ACMA probes 1.5GHz for spectrum shortfall

ACMA probes 1.5GHz for spectrum shortfall

Summary: The Australian Communications and Media Authority (ACMA) has taken a step towards addressing what it thinks will be a 300MHz shortfall in spectrum for mobile services by 2020, releasing a discussion paper on the usage of 1.5GHz spectrum for mobile.

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The Australian Communications and Media Authority (ACMA) has taken a step towards addressing what it thinks will be a 300MHz shortfall in spectrum for mobile services by 2020, releasing a discussion paper on the usage of 1.5GHz spectrum for mobile.

In a discussion paper released last year, called "Towards 2020: Future Spectrum Requirements for Mobile Broadband", the ACMA forecasted that Australia will require an extra 300MHz of spectrum by 2020, to meet demand in the mobile space — 150MHz of which needs to be found by 2015.

The authority has made a number of suggestions for where this spectrum might come from, including the 1.5GHz spectrum band, which received stakeholder support. When it released its five-year spectrum outlook late last week, the ACMA said that it plans to conduct a review of the spectrum band

Currently, the 1.5GHZ mobile band is being used for a range of services, including defence and aeronautical services. The 1452-1492Mhz segment is used mainly for digital sound-broadcasting services, for which demand has been slow, especially in Australia.

The ACMA found that in general, the 1.5GHz band is used heavily in remote and regional areas, but only lightly in cities where demand for spectrum is highest, according to the authority, meaning that its use is ripe for reconsideration. Telstra holds over 80 per cent of the licences for the band.

In addition to considerations of use, the authority said that there have been moves on a global scale to standardise the 1.5GHz band for mobile services.

The ACMA intends to submit the bands that it considered in its "Beyond 2020" report, including the 1.5GHz spectrum, to the 2015 World Radiocommunication Conference, which wants to consider additional spectrum allocations to mobile with an international perspective.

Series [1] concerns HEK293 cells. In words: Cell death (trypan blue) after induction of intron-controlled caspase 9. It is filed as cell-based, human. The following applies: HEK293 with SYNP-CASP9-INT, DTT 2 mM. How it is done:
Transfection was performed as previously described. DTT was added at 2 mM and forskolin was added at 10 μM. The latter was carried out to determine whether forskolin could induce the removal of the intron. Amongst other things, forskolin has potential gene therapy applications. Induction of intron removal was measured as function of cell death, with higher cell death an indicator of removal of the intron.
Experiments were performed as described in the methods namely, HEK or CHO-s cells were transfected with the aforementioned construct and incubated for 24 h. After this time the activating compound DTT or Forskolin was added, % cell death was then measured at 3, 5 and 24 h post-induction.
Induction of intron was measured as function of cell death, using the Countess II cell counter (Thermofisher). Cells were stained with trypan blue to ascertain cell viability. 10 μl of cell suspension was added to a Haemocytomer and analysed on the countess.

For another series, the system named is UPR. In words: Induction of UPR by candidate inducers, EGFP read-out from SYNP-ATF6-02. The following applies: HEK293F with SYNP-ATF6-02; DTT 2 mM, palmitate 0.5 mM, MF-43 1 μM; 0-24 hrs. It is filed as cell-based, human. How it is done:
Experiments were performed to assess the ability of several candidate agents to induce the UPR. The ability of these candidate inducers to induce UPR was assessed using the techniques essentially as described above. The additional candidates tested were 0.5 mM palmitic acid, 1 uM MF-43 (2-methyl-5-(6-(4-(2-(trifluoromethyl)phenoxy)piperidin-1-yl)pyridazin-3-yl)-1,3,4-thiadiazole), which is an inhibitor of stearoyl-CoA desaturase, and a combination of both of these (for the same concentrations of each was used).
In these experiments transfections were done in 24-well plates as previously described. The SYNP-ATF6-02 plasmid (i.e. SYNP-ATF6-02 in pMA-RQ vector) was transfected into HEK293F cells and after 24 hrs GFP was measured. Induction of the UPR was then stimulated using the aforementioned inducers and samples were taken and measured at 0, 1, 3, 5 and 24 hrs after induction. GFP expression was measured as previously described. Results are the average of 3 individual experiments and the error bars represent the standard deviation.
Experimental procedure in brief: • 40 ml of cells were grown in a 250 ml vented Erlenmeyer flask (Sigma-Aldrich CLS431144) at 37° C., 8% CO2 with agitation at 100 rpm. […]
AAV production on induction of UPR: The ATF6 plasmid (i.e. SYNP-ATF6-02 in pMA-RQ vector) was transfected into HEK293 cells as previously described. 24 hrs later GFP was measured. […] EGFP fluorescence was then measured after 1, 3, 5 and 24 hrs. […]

The discussion paper (PDF) that the ACMA released today is intended to encourage ideas on whether it is suitable to use the band, and to hear from the existing users of the band on whether they expect growth or reduction in their use of the spectrum.

Topics: Mobility, Government AU

Suzanne Tindal

About Suzanne Tindal

Suzanne Tindal cut her teeth at ZDNet.com.au as the site's telecommunications reporter, a role that saw her break some of the biggest stories associated with the National Broadband Network process. She then turned her attention to all matters in government and corporate ICT circles. Now she's taking on the whole gamut as news editor for the site.

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3 comments
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  • Why can't the entire world pull there finger out and use the same spectrum for mobiles in every country?!
    Think about it...... it would make things so much easier if you work in several countries, it would make device manufacturing costs cheaper, it would mean when a device is released it would work in all countries then and there instead of having to wait 4-6 months for a Telstra, optus, voda compatible phone.

    Sure it would take time for every country to migrate to the same spectrum but wouldn't it be worth it?

    300MHz spectrum shortfall...... there are countried out there with a way bigger population and way more mobile users than Australia and you don't see them running out of spectrum! China has 800 million mobile users!
    iTerrorist
    • The same reason the entire world doesn't just use the same street maps as London or New York in every country.

      It would just be too expensive to demolish all their cities and roads and rebuild them all in the same layout.
      jwba
  • As long as the ACMA doesn't allow a Lightsquared kind of mobile/satellite service that impacts on GPS which is at 1.57542 MHz... surely the ACMA will have seen the disruption that Lightsquared caused to GPS receivers in USA during trials and testing.
    Lunokhod